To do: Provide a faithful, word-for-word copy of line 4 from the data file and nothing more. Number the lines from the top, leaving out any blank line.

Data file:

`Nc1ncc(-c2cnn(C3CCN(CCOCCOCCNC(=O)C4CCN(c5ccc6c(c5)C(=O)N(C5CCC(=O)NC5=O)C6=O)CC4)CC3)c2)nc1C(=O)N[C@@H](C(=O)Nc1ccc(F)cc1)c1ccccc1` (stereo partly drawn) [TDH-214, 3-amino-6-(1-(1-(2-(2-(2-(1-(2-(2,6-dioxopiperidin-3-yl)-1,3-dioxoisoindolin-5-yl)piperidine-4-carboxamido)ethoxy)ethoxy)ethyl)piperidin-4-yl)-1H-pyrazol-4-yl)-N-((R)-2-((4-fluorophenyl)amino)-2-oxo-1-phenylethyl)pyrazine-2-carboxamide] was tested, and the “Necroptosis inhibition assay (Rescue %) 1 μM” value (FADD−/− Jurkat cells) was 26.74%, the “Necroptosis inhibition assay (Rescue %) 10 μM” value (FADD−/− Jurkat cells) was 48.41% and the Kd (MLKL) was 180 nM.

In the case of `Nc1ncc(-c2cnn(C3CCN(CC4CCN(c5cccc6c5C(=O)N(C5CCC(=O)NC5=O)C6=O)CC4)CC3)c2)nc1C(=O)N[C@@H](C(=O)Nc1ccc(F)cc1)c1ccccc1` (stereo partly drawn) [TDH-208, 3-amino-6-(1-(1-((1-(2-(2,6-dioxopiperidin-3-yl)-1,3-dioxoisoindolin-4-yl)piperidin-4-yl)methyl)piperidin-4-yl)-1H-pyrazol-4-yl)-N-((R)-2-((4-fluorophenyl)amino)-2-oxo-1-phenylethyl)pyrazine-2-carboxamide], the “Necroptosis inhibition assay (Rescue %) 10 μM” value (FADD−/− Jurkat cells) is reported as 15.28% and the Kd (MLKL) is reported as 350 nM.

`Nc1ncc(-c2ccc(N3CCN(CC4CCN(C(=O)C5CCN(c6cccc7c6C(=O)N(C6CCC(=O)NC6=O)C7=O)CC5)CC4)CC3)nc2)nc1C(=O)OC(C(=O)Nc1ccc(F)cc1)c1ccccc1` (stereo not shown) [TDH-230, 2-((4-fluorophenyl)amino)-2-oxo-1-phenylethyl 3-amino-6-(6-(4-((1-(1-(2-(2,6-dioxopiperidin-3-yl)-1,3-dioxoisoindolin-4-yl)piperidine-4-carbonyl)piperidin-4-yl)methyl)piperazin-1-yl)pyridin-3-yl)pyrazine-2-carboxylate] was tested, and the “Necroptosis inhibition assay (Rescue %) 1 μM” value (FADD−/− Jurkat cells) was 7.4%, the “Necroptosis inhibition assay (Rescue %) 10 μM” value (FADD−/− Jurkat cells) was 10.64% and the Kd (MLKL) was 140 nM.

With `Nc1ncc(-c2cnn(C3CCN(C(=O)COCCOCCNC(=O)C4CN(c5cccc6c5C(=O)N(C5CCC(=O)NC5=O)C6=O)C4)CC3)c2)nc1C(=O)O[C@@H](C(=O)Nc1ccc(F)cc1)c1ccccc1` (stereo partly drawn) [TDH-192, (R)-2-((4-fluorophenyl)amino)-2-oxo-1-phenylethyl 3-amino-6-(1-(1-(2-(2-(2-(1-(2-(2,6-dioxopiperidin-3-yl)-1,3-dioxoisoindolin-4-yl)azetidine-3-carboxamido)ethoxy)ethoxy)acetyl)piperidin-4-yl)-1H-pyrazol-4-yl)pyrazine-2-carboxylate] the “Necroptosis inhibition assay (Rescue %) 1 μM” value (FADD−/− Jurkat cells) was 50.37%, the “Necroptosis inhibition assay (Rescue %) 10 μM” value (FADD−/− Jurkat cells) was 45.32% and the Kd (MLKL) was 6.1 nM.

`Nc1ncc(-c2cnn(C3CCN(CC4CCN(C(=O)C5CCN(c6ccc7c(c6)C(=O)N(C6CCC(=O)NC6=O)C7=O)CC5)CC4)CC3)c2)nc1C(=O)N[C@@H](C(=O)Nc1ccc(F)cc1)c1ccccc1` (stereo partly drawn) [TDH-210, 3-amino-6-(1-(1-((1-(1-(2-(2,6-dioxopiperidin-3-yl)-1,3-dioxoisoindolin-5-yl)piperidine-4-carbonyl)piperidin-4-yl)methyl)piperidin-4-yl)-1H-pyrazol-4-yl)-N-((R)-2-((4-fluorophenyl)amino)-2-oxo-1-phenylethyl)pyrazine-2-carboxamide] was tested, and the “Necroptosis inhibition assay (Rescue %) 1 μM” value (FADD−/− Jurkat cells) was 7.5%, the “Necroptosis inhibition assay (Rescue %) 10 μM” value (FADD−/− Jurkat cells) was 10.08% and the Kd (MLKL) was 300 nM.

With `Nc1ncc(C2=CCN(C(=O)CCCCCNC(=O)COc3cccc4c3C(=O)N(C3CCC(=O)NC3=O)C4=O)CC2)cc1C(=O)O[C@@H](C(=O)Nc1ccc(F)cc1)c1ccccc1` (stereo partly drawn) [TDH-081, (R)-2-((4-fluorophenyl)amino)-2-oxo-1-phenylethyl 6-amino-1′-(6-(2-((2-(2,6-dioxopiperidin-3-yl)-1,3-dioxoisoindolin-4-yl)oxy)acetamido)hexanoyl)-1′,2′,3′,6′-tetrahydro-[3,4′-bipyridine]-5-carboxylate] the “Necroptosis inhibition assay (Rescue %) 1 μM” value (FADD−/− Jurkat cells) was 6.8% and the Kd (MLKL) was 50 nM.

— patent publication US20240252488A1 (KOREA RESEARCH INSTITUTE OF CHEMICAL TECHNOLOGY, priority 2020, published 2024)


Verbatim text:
With `Nc1ncc(-c2cnn(C3CCN(C(=O)COCCOCCNC(=O)C4CN(c5cccc6c5C(=O)N(C5CCC(=O)NC5=O)C6=O)C4)CC3)c2)nc1C(=O)O[C@@H](C(=O)Nc1ccc(F)cc1)c1ccccc1` (stereo partly drawn) [TDH-192, (R)-2-((4-fluorophenyl)amino)-2-oxo-1-phenylethyl 3-amino-6-(1-(1-(2-(2-(2-(1-(2-(2,6-dioxopiperidin-3-yl)-1,3-dioxoisoindolin-4-yl)azetidine-3-carboxamido)ethoxy)ethoxy)acetyl)piperidin-4-yl)-1H-pyrazol-4-yl)pyrazine-2-carboxylate] the “Necroptosis inhibition assay (Rescue %) 1 μM” value (FADD−/− Jurkat cells) was 50.37%, the “Necroptosis inhibition assay (Rescue %) 10 μM” value (FADD−/− Jurkat cells) was 45.32% and the Kd (MLKL) was 6.1 nM.